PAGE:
United Nations Secretary-General Antonio Guterres delivers a statement at the UN headquarters in New York, Jan. 6, 2020. Antonio Guterres on Monday called on parties concerned to exercise maximum restraint to stop escalation of global tensions. (Xinhua/Li Muzi)
United Nations Secretary-General Antonio Guterres delivers a statement at the UN headquarters in New York, Jan. 6, 2020. Antonio Guterres on Monday called on parties concerned to exercise maximum restraint to stop escalation of global tensions. (Xinhua/Li Muzi)

by William M. Reilly

The UN system is working to help countries, particularly those in armed conflict, to brace for impact of the COVID-19 pandemic as UN Secretary-General Antonio Guterres appeals for greater effort to answer his call 10 days ago for a global ceasefire.

“There should be only one fight in our world today: our shared battle against COVID-19,” he told a virtual press briefing on Friday.

In addition to about 70 member states, his call has been endorsed by regional partners, non-state actors, civil society organizations and others, said Guterres.

But, it is not enough, he told correspondents. “There is a huge distance between declarations and deeds.”

“We need to do everything possible to find the peace and unity our world so desperately needs to battle COVID-19,” he said.

“The worst is yet to come,” the secretary-general warned.

In one of the major conflict zones Guterres referred to, the UN Refugee Agency (UNHCR) warned that fighting is further worsening in and around Tripoli, Libya, with COVID-19 bringing new threats.

The conflict has severely impacted Libya’s health system and medical services, the agency said. It has strained the government’s financial resources.

The UNHCR says it and its partners are providing generators, ambulances, prefab containers and tented clinics, in support of local health care services. It is also raising public health awareness among refugees, asylum-seekers and Libyans.

The agency also renewed its call to release those held in detention.

The UN Human Rights Office (OHCHR) said Syria is one of the countries where the risk of mass infections in prisons is extremely high.

The agency said the situation in all official prisons and make-shift detention facilities is alarming, particularly in the overcrowded central prisons, in the detention facilities run by the four government security branches and in the Sednaya military prison.

Vulnerable groups detained in Syria include elderly people, women and children, and many people with underlying health conditions, some of them as a result of the ill treatment and neglect they have experienced while in detention, said the OHCHR.

It also called on all parties to allow humanitarian actors and medical teams unhindered access to prisons and other places of detention to check the conditions under which the detainees live and assess their needs.

In Egypt, the OHCHR said it is concerned about overcrowded prisons in the country and the risk of the rapid spread of the COVID-19 virus among more than 114,000 inmates.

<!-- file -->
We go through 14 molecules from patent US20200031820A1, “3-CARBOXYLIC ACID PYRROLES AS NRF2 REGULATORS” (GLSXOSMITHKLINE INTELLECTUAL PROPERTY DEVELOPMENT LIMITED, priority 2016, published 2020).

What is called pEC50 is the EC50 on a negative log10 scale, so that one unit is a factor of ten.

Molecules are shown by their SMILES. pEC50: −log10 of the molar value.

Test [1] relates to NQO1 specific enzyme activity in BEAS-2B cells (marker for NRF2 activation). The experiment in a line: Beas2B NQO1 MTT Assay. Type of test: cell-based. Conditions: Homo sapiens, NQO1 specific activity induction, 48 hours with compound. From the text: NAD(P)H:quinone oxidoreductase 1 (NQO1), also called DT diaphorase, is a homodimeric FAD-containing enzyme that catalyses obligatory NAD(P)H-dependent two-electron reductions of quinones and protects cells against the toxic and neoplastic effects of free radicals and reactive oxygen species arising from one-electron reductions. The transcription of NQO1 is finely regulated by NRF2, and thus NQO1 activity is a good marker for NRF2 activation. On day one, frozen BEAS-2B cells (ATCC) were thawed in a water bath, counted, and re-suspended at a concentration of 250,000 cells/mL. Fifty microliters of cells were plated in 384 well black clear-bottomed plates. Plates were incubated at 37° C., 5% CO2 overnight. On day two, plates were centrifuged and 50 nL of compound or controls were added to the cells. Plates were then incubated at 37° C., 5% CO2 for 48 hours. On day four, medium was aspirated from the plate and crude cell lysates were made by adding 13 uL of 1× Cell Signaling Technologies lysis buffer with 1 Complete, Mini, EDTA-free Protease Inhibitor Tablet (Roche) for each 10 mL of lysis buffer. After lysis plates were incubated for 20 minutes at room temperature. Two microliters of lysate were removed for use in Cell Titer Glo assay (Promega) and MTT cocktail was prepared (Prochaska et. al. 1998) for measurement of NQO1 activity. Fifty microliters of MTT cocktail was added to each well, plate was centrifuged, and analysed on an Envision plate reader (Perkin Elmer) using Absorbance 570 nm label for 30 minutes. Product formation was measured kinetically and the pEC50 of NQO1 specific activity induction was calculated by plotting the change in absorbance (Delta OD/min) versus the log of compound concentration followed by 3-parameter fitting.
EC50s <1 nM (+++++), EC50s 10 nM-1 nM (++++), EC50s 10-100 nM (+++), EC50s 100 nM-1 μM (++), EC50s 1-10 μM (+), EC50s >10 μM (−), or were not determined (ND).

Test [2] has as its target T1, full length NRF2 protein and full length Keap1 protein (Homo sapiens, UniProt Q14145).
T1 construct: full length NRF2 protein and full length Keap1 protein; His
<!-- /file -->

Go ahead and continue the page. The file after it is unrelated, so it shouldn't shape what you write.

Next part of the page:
The agency urged the government to follow the lead of other states and release those convicted of non-violent offenses and those who are in pre-trial detention, who make up about one-third of those in jail.

The office also recommends the release of administrative detainees, those who are in particularly vulnerable situations due to their age and serious underlying medical conditions and those who are arbitrarily detained due to their political or human rights work.

The humanitarian coordinator for the occupied Palestinian territory, Jamie McGoldrick, released 5.16 million U.S. dollars from a humanitarian fund to support the COVID-19 Humanitarian Response Plan. This is in addition to an allocation last month of 1 million dollars.

The United Nations and humanitarian partners are requesting 34 million dollars to respond to COVID-19 to prevent further transmission and mitigate the worst effects of the pandemic in support of Palestine’s COVID-19 response.

The UN system is ramping up its support in Afghanistan for COVID-19. It is backing measures on preparedness, containment and mitigation.

The World Bank already approved a 100-million-dollar grant for Afghanistan’s emergency response and health systems preparedness.

The United Nations and its humanitarian partners in Venezuela are distributing COVID-19 diagnostic kits, aiding in epidemiological surveillance, assessing health services, helping in the training of staff, distribution of hygiene kits to hospitals, development of guidelines and dissemination of information.

The world organization also is facilitating dialogue between the ministries of health of Venezuela and Colombia for coordination of the response.

A 61-million-dollar Venezuela COVID-19 preparedness and response plan focuses on supporting critical health programs and strengthening the capacity of 16 hospitals across the country and increasing access to water, sanitation and hygiene in vulnerable communities.

The International Organization for Migration (IOM) said 23 migrants have tested positive for COVID-19 in the Ritsona open accommodation site in central Greece. The IOM-managed camp hosts 2,700 people.

The agency warned that the immediate inclusion of all migrants in the national response to COVID-19 is not only a humanitarian measure but essential to public health policy in the country.

The agency said that Greek authorities have placed the site under quarantine for the next 14 days. Enditem

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